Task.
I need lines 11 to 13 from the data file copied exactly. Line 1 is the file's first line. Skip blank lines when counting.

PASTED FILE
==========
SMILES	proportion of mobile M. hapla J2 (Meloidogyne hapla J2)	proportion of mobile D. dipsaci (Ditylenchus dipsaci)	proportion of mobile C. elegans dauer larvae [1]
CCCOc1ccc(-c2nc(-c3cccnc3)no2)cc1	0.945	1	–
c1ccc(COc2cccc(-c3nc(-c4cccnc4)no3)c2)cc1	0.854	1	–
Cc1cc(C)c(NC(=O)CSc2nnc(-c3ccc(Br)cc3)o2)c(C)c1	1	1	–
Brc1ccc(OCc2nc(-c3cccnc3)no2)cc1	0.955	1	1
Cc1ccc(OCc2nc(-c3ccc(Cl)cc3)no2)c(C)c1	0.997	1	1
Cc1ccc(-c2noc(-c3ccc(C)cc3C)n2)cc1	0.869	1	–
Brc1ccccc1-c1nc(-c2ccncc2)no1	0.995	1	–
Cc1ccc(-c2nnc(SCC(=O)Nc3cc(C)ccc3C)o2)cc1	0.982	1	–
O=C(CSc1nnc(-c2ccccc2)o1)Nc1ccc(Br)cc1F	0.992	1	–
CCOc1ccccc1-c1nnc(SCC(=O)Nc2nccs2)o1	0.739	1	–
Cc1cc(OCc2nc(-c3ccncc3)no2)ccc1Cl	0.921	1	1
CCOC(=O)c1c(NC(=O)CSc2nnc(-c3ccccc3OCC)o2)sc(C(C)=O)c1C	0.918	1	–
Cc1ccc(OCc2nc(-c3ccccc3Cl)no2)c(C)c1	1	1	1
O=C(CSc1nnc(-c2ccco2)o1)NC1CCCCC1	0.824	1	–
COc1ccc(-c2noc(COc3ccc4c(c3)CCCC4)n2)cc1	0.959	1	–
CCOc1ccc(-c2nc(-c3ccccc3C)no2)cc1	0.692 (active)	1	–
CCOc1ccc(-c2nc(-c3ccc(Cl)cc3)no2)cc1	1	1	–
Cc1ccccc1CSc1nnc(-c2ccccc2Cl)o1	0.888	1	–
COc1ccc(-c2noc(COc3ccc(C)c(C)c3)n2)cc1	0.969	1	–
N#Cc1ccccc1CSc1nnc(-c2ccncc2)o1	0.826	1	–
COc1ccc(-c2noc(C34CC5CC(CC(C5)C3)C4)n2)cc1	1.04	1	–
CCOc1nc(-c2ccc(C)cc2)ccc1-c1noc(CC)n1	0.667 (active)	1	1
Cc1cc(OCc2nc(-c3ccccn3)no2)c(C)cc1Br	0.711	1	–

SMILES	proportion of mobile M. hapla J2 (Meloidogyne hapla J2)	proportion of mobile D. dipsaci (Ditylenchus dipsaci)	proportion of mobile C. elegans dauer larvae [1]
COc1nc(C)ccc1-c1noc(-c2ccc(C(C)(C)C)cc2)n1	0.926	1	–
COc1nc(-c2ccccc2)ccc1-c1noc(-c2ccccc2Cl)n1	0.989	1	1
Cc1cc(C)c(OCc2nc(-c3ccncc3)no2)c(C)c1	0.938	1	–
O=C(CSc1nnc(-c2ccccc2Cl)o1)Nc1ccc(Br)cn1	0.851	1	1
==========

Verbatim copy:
CCOc1ccccc1-c1nnc(SCC(=O)Nc2nccs2)o1	0.739	1	–
Cc1cc(OCc2nc(-c3ccncc3)no2)ccc1Cl	0.921	1	1
CCOC(=O)c1c(NC(=O)CSc2nnc(-c3ccccc3OCC)o2)sc(C(C)=O)c1C	0.918	1	–